Cooking Water

“A watched pot never boils”, as the saying goes. Chef Edward has been cooking for ages, and empirically the saying seems to be true in his kitchen – he has yet to see a pot actually start boiling. His wife Gunilla is a bit suspicious of Edward’s claim though. She knows how he often loses focus after a little while, and thinks that it is very likely Edward gets tired of watching after about the same period of time starting when he puts it on the stove.

Being scientifically minded, Gunilla quickly designed an experiment which could help Edward gain more insight into the boiling of pots. Every time during the last week when Edward boiled a pot of water, he wrote down the intervals of time when he was not watching the pot. Now, he has a large log of these intervals, and wonders whether Gunilla is right (i.e. it may be the case Edward just happened to watch away every time the pot started boiling), or if his hypothesis is correct.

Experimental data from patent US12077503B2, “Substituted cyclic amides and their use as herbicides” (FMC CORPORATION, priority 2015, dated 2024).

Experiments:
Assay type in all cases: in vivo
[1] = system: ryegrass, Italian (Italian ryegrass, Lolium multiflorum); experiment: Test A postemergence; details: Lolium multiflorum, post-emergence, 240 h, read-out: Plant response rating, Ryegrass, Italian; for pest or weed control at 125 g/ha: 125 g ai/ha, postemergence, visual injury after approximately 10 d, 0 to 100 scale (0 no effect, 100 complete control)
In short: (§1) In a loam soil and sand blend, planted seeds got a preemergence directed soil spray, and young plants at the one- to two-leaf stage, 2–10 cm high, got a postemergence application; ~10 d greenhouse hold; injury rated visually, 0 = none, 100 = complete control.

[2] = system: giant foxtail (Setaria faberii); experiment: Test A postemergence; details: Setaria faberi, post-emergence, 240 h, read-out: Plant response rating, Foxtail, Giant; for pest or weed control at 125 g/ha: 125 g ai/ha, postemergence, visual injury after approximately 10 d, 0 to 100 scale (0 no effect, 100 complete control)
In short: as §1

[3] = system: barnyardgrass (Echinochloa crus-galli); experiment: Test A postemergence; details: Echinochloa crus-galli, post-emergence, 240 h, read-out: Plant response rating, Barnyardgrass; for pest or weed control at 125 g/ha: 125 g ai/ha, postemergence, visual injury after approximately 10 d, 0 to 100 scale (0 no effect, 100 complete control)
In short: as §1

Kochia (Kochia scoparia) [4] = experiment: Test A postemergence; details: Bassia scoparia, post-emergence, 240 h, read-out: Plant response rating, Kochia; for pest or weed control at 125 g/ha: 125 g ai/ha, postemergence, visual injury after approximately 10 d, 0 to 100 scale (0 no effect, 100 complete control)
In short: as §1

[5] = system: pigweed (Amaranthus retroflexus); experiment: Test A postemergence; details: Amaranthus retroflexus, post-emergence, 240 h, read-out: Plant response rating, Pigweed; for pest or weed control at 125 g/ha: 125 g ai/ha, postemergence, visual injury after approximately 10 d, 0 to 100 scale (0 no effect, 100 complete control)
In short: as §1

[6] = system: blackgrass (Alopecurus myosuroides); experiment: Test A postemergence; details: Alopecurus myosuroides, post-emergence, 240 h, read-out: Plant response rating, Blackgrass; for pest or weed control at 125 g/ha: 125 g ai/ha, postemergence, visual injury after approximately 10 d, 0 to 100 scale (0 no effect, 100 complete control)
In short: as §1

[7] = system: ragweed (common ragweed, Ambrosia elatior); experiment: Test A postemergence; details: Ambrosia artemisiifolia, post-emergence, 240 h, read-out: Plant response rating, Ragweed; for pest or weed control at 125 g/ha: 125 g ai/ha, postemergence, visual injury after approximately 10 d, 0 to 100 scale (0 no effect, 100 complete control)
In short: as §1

Given this data, is it possible that the pot actually starts boiling after the same amount of time, every time?


The first line of the input contains an integer $1 \le N \le 1\, 000$, the number of times Edward boiled water in the last week. Then, $N$ descriptions of a boiling follow. Each description contains two numbers $0 \le a \le b \le 1\, 000$. This means that Edward looked away during seconds $[a, b]$ (i.e. from the start of second $a$, to the end of second $b$), and that Edward first saw the pot boiling once he looked back.


If it is impossible that all the pots actually started boiling at the same point in time, output edward is right. Otherwise, output gunilla has a point.

Sample Input 1 Sample Output 1
1 7
5 5
gunilla has a point
Sample Input 2 Sample Output 2
4 6
4 8
7 8
edward is right